‘T&T must take the lead’

Minister of Tourism, Culture and the Arts Randall Mitchell could not be immediately reached for comment on revenues that will be lost with the cancellation of next year’s Carnival, but he promised last Tuesday to work with major stakeholders to put out a quality Carnival product in 2021.

Mitchell said while his ministry will continue “to prioritise the nation’s health over short-term economic gain”, he was committed to showcasing T&T Carnival to the world in the coming year.

“Trinidad and Tobago must take the lead and provide the world with a benchmark to follow for how such a festival can still hold worldwide attention. It is imperative that whatever is envisaged takes into consideration our new normal, without flouting any of the health guidelines in place,” Mitchell said in a news release.

The NCC also put out a statement in support of the Prime Minister’s assessment, saying it was in “complete accord with” the cancellation of Carnival 2021.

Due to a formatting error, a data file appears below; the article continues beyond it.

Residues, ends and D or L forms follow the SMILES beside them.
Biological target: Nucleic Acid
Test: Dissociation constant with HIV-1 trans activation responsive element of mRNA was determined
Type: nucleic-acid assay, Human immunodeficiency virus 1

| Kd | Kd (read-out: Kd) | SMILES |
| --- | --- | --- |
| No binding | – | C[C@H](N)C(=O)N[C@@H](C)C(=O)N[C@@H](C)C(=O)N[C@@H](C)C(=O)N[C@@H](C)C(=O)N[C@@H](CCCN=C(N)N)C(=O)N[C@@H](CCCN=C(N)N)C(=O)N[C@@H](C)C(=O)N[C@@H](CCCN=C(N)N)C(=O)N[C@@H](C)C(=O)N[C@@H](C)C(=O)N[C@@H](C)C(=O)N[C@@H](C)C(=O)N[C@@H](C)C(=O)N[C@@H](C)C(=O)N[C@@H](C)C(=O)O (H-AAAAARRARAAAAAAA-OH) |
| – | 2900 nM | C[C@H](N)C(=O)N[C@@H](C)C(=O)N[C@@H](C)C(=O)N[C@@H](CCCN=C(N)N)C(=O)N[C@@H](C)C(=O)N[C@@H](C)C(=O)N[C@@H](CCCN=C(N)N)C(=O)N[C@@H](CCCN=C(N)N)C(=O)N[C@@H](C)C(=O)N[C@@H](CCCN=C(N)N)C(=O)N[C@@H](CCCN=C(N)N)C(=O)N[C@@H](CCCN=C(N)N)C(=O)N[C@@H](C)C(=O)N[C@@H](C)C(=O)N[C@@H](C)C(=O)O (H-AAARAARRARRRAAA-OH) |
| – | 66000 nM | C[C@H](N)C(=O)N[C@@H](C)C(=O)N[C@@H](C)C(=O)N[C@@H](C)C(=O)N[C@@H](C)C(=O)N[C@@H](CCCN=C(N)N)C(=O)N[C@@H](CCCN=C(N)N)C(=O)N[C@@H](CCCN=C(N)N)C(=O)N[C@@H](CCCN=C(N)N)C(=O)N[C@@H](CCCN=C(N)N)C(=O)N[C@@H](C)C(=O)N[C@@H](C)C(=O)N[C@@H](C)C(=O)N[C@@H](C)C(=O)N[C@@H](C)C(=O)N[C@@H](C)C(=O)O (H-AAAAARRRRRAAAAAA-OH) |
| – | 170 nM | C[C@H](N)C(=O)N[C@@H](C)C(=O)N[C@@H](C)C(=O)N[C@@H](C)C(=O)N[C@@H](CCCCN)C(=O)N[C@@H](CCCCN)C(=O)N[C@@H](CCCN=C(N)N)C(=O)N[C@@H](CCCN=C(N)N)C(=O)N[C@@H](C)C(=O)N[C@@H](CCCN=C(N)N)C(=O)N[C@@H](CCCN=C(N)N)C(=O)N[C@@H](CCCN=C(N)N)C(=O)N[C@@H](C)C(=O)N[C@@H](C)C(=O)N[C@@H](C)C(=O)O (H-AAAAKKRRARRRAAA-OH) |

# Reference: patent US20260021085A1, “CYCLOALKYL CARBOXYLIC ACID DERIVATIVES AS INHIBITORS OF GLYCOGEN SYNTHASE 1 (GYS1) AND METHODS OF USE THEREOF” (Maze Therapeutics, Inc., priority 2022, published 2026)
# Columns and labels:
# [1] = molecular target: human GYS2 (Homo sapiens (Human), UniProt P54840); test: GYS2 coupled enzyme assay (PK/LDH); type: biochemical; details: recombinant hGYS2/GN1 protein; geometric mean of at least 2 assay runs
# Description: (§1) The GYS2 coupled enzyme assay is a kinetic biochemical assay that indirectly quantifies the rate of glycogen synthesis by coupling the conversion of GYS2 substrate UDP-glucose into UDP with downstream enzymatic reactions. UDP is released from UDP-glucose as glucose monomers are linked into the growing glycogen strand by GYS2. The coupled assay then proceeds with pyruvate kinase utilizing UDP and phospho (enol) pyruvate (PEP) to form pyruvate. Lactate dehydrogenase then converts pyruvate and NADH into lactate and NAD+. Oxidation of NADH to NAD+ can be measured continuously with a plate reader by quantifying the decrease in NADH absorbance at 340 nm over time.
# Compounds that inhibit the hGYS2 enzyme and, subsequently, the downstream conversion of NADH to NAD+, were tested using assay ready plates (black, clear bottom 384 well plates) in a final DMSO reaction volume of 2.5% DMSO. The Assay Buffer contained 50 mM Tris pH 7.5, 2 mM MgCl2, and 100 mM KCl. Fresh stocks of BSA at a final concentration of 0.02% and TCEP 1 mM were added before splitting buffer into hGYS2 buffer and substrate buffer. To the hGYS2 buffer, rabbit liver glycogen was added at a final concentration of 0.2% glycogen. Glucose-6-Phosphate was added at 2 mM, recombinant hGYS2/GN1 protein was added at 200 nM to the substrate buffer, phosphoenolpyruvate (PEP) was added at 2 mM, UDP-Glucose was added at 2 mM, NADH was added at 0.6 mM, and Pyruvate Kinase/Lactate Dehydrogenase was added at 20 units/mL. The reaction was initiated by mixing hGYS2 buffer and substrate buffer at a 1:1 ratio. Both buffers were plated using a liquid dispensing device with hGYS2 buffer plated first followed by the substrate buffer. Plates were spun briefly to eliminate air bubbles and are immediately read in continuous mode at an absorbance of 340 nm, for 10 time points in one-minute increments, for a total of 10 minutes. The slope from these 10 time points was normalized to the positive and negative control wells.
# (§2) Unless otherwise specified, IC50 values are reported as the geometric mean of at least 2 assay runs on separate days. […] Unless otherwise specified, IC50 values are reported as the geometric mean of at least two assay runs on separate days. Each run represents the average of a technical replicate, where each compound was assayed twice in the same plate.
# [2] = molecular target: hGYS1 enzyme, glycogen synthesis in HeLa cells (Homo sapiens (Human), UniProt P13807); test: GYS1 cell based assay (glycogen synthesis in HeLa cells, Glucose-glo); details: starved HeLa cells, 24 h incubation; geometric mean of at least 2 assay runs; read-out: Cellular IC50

“As the Prime Minister rightfully indicated, the preservation of lives and livelihoods is of paramount importance, and given the expected trajectory of the pandemic, it is highly unlikely at this time to consider, as a given, the staging of the annual festival,” the NCC statement read.

The NCC said it is currently exploring viable ways of digitally promoting the festival.

“Government’s announcement has undoubtedly further opened the way for meaningful discourse with regard to how we can still celebrate Carnival beyond the scope of a purely physical event, and provide avenues for many of the festival industries and members,” the NCC said.